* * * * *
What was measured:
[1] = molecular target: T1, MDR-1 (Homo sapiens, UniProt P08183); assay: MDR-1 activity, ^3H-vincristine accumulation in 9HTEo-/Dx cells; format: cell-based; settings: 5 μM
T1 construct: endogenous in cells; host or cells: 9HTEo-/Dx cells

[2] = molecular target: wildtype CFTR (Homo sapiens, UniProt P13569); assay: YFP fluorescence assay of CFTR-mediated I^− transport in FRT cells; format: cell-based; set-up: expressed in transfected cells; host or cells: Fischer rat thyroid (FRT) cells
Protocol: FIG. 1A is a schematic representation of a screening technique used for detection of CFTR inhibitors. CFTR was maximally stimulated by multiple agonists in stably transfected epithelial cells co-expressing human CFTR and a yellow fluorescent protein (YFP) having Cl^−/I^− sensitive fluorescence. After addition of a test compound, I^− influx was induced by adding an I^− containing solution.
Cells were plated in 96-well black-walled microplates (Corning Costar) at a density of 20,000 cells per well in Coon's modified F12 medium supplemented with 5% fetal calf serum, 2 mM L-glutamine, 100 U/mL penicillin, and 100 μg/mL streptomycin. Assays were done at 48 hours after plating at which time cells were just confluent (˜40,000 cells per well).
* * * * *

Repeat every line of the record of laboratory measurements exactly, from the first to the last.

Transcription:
What was measured:
[1] = molecular target: T1, MDR-1 (Homo sapiens, UniProt P08183); assay: MDR-1 activity, ^3H-vincristine accumulation in 9HTEo-/Dx cells; format: cell-based; settings: 5 μM
T1 construct: endogenous in cells; host or cells: 9HTEo-/Dx cells

[2] = molecular target: wildtype CFTR (Homo sapiens, UniProt P13569); assay: YFP fluorescence assay of CFTR-mediated I^− transport in FRT cells; format: cell-based; set-up: expressed in transfected cells; host or cells: Fischer rat thyroid (FRT) cells
Protocol: FIG. 1A is a schematic representation of a screening technique used for detection of CFTR inhibitors. CFTR was maximally stimulated by multiple agonists in stably transfected epithelial cells co-expressing human CFTR and a yellow fluorescent protein (YFP) having Cl^−/I^− sensitive fluorescence. After addition of a test compound, I^− influx was induced by adding an I^− containing solution.
Cells were plated in 96-well black-walled microplates (Corning Costar) at a density of 20,000 cells per well in Coon's modified F12 medium supplemented with 5% fetal calf serum, 2 mM L-glutamine, 100 U/mL penicillin, and 100 μg/mL streptomycin. Assays were done at 48 hours after plating at which time cells were just confluent (˜40,000 cells per well).